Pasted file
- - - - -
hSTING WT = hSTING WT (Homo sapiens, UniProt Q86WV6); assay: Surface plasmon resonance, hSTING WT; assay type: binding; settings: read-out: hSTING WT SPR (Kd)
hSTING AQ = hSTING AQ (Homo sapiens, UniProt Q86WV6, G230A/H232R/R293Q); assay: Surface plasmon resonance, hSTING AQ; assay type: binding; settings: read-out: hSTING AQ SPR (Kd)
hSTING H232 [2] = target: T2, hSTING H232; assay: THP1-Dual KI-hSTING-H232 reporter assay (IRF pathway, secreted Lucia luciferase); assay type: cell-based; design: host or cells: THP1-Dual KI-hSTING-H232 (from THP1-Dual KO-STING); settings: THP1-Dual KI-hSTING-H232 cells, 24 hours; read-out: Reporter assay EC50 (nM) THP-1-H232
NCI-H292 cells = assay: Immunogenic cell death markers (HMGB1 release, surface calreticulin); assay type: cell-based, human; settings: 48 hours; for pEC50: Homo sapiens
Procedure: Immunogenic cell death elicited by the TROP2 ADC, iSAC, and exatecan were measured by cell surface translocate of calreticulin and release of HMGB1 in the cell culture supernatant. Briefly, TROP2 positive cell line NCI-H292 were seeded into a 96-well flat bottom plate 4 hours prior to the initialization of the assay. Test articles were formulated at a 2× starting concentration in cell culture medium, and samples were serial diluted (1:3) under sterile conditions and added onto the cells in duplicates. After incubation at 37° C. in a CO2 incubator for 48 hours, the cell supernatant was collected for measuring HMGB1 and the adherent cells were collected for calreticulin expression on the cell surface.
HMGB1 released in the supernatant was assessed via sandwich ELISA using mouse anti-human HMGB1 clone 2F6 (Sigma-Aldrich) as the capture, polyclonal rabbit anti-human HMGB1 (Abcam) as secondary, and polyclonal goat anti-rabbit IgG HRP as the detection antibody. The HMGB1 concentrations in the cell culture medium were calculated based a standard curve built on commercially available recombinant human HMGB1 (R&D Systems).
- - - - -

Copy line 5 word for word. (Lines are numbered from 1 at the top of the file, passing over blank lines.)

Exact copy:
Procedure: Immunogenic cell death elicited by the TROP2 ADC, iSAC, and exatecan were measured by cell surface translocate of calreticulin and release of HMGB1 in the cell culture supernatant. Briefly, TROP2 positive cell line NCI-H292 were seeded into a 96-well flat bottom plate 4 hours prior to the initialization of the assay. Test articles were formulated at a 2× starting concentration in cell culture medium, and samples were serial diluted (1:3) under sterile conditions and added onto the cells in duplicates. After incubation at 37° C. in a CO2 incubator for 48 hours, the cell supernatant was collected for measuring HMGB1 and the adherent cells were collected for calreticulin expression on the cell surface.